The Times is the first major American media organization to sue the companies, the creators of ChatGPT and other popular A.I. platforms, over copyright issues associated with its written works. The lawsuit, filed in Federal District Court in Manhattan, contends that millions of articles published by The Times were used to train automated chatbots that now compete with the news outlet as a source of reliable information.

The suit does not include an exact monetary demand. But it says the defendants should be held responsible for “billions of dollars in statutory and actual damages” related to the “unlawful copying and use of The Times’s uniquely valuable works.” It also calls for the companies to destroy any chatbot models and training data that use copyrighted material from The Times.

I suspect there’ll be more and more law suits too because, when it really comes down to it, AI in its current form isn’t entirely ethical. If the model is trained on someone else’s hard work and investment, why should OpenAI get to benefit from it without so much as a citation? 

There Is No Solution To AI Spam

If you like human written content that is nuanced, well thought out, thought provoking and written from the perspective of an actual person, the internet you know and love is going away. Pretty soon, AI will creep its way into every facet of your life, from your Google searches to your phone. 

You won’t be able to escape it and, I suspect, more and more people will revert to things like Feedly, Medium, Reddit, and newsletters from sites and content creators they like and/or respect.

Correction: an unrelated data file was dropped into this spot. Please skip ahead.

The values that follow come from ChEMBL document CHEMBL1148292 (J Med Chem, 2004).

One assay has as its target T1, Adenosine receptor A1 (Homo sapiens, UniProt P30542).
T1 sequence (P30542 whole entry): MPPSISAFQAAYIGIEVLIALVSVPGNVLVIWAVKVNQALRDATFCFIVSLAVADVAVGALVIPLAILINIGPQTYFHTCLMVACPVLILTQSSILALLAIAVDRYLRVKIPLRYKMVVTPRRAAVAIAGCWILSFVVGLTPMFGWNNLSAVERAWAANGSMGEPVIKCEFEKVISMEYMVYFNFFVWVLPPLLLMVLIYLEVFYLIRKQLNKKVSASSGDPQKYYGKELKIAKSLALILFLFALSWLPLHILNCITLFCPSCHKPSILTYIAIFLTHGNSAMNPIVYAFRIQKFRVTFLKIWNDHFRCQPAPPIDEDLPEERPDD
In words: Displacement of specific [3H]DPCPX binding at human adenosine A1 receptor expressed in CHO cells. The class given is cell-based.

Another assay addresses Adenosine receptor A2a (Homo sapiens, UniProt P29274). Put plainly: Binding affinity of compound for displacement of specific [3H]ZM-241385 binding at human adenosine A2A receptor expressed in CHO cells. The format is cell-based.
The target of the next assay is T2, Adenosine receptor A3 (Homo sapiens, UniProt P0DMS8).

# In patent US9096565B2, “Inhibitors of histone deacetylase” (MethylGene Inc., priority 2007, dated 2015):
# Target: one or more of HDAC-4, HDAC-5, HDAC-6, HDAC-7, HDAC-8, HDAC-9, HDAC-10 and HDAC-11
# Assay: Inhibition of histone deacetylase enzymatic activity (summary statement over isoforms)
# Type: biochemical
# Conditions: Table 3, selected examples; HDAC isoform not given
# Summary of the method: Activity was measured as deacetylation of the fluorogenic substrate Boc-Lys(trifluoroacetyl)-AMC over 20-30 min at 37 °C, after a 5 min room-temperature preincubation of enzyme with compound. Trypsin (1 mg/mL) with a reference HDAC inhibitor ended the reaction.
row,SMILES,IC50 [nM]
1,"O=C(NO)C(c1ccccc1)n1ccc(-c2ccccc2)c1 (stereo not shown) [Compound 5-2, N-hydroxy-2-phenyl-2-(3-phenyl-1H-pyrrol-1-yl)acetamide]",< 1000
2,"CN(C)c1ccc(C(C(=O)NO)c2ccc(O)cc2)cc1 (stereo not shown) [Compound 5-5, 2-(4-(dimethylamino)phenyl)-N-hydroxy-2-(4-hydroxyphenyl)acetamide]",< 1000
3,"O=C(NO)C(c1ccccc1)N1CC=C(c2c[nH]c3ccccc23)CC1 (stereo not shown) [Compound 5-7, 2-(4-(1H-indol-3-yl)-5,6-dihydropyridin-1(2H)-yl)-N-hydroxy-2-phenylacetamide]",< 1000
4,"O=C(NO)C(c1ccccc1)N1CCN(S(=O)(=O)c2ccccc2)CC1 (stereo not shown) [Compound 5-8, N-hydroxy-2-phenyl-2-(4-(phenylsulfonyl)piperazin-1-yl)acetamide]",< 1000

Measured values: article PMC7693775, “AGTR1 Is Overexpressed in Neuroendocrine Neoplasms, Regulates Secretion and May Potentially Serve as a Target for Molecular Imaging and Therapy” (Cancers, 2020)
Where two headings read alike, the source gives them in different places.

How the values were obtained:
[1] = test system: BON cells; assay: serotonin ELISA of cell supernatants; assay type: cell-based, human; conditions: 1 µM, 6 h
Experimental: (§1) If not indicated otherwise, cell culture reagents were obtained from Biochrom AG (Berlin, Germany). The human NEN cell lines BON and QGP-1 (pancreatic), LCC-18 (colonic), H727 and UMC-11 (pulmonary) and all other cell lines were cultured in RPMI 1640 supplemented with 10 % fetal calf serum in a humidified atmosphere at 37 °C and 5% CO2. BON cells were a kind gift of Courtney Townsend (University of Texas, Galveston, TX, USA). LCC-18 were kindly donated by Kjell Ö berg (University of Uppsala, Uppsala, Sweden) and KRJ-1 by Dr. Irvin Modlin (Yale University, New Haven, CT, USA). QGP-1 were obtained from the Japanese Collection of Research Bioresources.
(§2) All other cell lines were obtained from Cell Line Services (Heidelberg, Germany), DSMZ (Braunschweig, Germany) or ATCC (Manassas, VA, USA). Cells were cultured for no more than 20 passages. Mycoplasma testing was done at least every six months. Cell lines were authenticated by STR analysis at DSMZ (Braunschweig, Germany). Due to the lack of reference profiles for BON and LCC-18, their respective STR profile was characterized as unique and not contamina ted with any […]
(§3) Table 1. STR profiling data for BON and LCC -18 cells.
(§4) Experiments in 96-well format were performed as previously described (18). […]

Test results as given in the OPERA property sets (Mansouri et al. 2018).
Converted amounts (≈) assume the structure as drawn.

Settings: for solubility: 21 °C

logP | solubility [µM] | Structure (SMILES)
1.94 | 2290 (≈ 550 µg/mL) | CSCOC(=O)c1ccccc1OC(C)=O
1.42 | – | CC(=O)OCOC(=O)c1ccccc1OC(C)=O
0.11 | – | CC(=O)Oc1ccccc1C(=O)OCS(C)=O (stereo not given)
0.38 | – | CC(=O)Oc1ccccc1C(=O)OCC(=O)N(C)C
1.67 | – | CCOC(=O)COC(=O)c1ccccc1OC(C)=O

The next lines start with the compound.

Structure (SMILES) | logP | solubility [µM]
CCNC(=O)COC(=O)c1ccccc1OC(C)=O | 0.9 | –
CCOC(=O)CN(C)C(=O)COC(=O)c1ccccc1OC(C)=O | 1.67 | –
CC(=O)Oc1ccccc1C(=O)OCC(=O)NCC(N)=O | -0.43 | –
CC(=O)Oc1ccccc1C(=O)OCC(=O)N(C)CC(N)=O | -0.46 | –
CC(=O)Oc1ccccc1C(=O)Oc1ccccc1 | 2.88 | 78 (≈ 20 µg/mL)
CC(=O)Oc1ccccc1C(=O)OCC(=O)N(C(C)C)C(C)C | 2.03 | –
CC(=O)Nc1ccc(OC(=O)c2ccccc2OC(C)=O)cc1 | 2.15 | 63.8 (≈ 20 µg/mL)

Google’s SERP, increasingly, is becoming completely worthless. Parasite SEO and AI content has it completely compromised. I never thought I’d switch to Bing but here I am in 2024 using it more and more, following failed searches in Google. 

Rather than doubling down on methods to counteract this wave of spam, Google is now actively investing in technology – and a user experience – that is based on EXACTLY the same thing: content spinning, content theft, and plagiarism. 

Google is now scraping the entire web and offering up a “snippet” answer to questions and queries typed into its search engine – it’s called Google GSE. Keep in mind that this kind of behaviour, if it were done by a publisher with a website, would get that publisher banned from being indexed in Google. 

Google says you cannot steal other peoples’ content and pass it off as your own. That’s Google guidelines 101. And yet here we are with Google SGE, Google’s very own plagiarism machine doing just that. 

Google is not the company it once was; it is now living in fear, having its own existential crisis, as future behemoths like OpenAI begin to step on its toes. 

But whereas Google has always traditionally been a curator of information, a middle-man if you will, OpenAI and generative AI tech in general is the opposite: it is a content creator, it makes things for people to consume. 

And regardless of what anyone thinks about AI, whether it is a force for good or bad or just something else entirely, I really do not want to live in a world where 90% of the information I consume is written by a freaking machine. 

I’ve even had to return books on Kindle because they were obviously just puked out of ChatGPT 3 with zero human editing.

That’s the end of art, the end of human creativity, and probably the start of some kind of new dark age, where a select few humans scramble around online, hungry for something written and created by an actual human being.